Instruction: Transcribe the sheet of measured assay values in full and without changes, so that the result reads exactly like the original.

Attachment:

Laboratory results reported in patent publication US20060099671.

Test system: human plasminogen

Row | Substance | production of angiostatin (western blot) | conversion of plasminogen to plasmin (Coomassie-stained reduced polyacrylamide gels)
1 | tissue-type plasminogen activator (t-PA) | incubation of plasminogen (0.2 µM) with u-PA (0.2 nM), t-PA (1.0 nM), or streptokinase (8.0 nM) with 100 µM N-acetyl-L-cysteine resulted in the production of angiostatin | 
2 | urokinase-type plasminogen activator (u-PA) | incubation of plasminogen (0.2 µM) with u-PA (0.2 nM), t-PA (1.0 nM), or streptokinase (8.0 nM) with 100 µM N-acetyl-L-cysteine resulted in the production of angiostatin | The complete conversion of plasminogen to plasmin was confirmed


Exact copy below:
Laboratory results reported in patent publication US20060099671.

Test system: human plasminogen

Row | Substance | production of angiostatin (western blot) | conversion of plasminogen to plasmin (Coomassie-stained reduced polyacrylamide gels)
1 | tissue-type plasminogen activator (t-PA) | incubation of plasminogen (0.2 µM) with u-PA (0.2 nM), t-PA (1.0 nM), or streptokinase (8.0 nM) with 100 µM N-acetyl-L-cysteine resulted in the production of angiostatin | 
2 | urokinase-type plasminogen activator (u-PA) | incubation of plasminogen (0.2 µM) with u-PA (0.2 nM), t-PA (1.0 nM), or streptokinase (8.0 nM) with 100 µM N-acetyl-L-cysteine resulted in the production of angiostatin | The complete conversion of plasminogen to plasmin was confirmed